Wetlands of the Great Lakes region are increasingly dominated by invasive cattails (Typha angustifolia and Typha X glauca) which form dense stands of live and dead biomass that may reduce plant diversity. We hypothesized that differences in plant litter accumulation explain cattail dominance under certain hydrologic regimes related to wetland hydrogeologic setting. We investigated cattail abundance, litter accumulation, and species density in three bayside wetlands hydrologically connected and three protected wetlands hydrologically isolated from Lake Ontario. Mean litter biomass was higher in bayside wetlands (1.7–2.6 vs. 0.4–1.2 kg/m2) and negatively related to species density (p = 0.004) in both settings. A litter addition experiment demonstrated that fallen litter negatively influenced seedling survival (p = 0.061) and species density (p = 0.024). Decomposition rates accounted only partially for higher overall litter accumulation in bayside wetlands. Growing season water levels in bayside wetlands tracked Lake Ontario levels and showed less variation than protected wetlands. More stable water levels and higher density of standing dead stems in bayside wetlands may limit litter fragmentation, resulting in greater litter accumulation. Thus, anthropogenic and natural factors affecting cattail litter production, fragmentation, and decomposition could influence species diversity in coastal wetlands.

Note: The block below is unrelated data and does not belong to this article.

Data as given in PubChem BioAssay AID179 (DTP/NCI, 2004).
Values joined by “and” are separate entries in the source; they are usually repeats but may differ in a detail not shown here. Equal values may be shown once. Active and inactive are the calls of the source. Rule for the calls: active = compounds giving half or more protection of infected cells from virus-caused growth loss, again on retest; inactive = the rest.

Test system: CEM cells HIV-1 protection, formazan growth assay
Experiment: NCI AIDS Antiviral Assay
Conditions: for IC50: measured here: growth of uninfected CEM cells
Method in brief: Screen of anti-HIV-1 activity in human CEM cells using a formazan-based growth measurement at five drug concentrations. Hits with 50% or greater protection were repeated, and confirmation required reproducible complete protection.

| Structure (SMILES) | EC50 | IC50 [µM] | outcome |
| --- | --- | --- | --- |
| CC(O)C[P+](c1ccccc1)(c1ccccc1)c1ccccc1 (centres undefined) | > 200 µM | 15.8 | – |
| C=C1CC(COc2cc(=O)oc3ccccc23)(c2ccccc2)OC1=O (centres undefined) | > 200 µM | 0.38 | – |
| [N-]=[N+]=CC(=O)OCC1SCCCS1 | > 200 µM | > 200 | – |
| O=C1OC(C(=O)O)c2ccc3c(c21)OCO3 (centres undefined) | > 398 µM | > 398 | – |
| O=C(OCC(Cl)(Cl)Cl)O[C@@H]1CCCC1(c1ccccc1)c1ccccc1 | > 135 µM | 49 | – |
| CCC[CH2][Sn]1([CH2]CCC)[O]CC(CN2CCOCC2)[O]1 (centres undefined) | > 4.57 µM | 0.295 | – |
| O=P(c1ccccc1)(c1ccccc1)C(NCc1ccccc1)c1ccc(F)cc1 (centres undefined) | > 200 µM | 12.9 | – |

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Vol. 29 • No. 3